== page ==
EDDYVILLE — This year’s Memorial Day service is expected to look a little different with the help of some volunteers.
On Friday, Eddyville American Legion (EAL) Ed Glenn and EAL Post Commander Lance “Red” Johnston put some extra flags up at the Highland Cemetery, preparing for the legion’s Memorial Day service. It’s scheduled for 10:30 a.m. on Monday at the cemetery.
In spite of COVID-19, Glenn and EAL Post Commander Lance “Red” Johnston wanted a way to hold the service. Two months ago, Glenn said EAL members didn’t even know if they would be able to coordinate a ceremony. For a while they followed updates from various newspapers, TV news and from public health officials, contemplating the next step to take. They decided to go for it, confident that Eddyville residents and interested attendees could follow social distancing guidelines.
“People have had two months to be educated on whether they want to participate in something like this,” Glenn said. “We’re not bringing them into a stadium … or anything like that so it’s a personal decision. We think it’s a safe environment and we’re going forward with it.”
Glenn and Johnston have been putting on the Memorial Day services for so long, they didn’t keep track of how many services they’ve planned. They wanted to put on the ceremony even though it won’t be the same as previous years, from asking the local elementary and high school students to help put up flags to retreating to Eddyville-Blakesburg school in case of inclement weather.
Glenn served in the army for two decades and Johnston served in the Marine Corps for four years. Memorial Day is personal to them. They wanted to make sure no one forgot to honor those who fought on the front lines.
“So it’s a modified ceremony but men and women gave their life,” Glenn said. “They died so that we can have this freedom. They need to be honored … but to remember the men and women that sacrificed their lives, the least we can do is try to remember them on this day.”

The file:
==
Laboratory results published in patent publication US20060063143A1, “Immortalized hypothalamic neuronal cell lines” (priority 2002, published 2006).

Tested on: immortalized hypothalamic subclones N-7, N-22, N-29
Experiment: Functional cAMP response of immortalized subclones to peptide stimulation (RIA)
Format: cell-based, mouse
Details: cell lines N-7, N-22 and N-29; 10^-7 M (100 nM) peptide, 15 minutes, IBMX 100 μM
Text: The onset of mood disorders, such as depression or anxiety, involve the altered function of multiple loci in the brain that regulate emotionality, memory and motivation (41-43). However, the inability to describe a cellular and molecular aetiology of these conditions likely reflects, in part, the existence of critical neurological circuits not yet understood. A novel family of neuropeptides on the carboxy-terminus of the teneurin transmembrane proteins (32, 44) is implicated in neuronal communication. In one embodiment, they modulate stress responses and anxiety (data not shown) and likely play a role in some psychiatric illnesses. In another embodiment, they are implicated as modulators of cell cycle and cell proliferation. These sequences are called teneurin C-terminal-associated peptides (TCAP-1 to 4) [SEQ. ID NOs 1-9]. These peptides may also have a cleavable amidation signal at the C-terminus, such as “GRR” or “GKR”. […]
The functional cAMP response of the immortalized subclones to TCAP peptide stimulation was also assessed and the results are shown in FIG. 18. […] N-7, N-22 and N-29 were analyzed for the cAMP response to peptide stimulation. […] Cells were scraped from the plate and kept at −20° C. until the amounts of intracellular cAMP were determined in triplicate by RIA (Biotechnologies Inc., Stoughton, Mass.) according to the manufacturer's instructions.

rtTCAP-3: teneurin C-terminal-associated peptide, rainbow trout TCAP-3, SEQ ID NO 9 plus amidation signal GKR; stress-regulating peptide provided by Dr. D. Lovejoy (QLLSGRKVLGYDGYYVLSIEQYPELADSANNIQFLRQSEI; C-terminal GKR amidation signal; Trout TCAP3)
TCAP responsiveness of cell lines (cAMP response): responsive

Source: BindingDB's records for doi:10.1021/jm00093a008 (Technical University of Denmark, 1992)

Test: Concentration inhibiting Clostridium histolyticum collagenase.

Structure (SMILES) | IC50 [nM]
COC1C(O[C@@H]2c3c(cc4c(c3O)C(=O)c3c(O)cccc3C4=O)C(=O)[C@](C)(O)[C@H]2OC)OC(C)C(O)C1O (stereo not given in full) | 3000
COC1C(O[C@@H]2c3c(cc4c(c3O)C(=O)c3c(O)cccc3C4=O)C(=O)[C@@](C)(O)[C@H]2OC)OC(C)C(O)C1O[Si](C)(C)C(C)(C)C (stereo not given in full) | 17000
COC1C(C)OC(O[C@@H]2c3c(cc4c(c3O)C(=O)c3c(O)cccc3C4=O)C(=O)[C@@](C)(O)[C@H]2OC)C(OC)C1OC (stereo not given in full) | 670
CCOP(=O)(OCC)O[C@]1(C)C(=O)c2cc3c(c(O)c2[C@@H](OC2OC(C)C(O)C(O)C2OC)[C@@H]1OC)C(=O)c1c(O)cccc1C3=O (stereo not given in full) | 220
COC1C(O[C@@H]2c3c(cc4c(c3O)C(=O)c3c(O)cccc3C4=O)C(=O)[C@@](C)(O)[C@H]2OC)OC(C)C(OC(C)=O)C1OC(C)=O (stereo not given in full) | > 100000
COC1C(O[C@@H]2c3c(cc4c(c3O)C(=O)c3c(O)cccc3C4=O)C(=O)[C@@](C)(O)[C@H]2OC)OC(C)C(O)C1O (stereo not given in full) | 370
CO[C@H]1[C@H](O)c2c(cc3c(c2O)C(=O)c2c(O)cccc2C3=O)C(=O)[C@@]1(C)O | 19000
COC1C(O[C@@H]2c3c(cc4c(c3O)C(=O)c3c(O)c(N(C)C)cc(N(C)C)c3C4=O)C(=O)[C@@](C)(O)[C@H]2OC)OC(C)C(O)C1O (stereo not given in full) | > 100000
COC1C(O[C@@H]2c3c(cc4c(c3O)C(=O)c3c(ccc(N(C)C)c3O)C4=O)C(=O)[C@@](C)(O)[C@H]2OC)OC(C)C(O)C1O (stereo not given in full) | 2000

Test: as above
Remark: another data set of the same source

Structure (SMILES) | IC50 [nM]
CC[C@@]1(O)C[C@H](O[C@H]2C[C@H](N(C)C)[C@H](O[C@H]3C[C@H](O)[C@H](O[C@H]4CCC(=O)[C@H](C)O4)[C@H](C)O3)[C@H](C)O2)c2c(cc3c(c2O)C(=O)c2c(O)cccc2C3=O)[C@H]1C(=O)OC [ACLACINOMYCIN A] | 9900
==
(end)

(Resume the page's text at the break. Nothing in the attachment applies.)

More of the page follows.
Johnston agreed. “This is the day that you honor those who have fallen,” he said. “They didn’t have a choice. The conditions — they didn’t get to choose their conditions in which they gave their lives for our country. We should be able to honor them no matter what’s going on in our lives.”
Aside from getting to honor his fellow veterans, Johnston is excited for the local kids to walk up the cemetery’s hill, place some flags around the tombstones, and hear Glenn give a speech on the importance and history of Memorial Day. He wants attendees to not forget the “true meaning of the day.”
“You go to a ceremony like this and it puts it all into perspective,” Johnston said. “People actually know what these flags mean, then it means something. I gotta be honest, before I was a veteran I didn’t understand it that well … you don’t. On Memorial Day you’re gonna remember those that died and you don’t think about it but once you become a veteran then it kind of hits home.”
“It’s kind of a somber day — you know why you’re having the day … you enjoy family and remember,” Johnston added. “I think a lot of people that aren’t veterans come up here with a thought in their minds that [it’s] Memorial Day so they’re remembering their family that are here, not so much the other aspect. Some people don’t get it I think.”
“I think that’s right, Memorial Day has taken on different meanings,” Glenn said. “People remember family, they may or may not be veterans. It’s just, like, someone will say to someone that has served on Memorial Day, ‘hey, thank you or congratulations or whatever.’ That’s wonderful, but to remember them — that’s Veterans Day. Memorial Day is the day men and women that went out and lost their lives defending our country, that’s Memorial Day.”